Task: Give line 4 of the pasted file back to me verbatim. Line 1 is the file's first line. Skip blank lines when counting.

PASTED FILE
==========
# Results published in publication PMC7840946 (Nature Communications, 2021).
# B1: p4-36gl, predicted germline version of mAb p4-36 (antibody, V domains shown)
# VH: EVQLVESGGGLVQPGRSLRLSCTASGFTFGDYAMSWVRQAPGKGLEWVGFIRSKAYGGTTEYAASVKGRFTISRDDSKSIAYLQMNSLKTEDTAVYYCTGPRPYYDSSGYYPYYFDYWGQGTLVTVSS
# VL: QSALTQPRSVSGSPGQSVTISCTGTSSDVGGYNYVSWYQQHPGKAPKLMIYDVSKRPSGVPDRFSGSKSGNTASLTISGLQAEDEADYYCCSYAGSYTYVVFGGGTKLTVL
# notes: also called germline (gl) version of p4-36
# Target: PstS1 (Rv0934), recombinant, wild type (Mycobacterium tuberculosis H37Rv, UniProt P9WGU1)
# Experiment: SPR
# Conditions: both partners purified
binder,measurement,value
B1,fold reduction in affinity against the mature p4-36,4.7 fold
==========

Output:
# VL: QSALTQPRSVSGSPGQSVTISCTGTSSDVGGYNYVSWYQQHPGKAPKLMIYDVSKRPSGVPDRFSGSKSGNTASLTISGLQAEDEADYYCCSYAGSYTYVVFGGGTKLTVL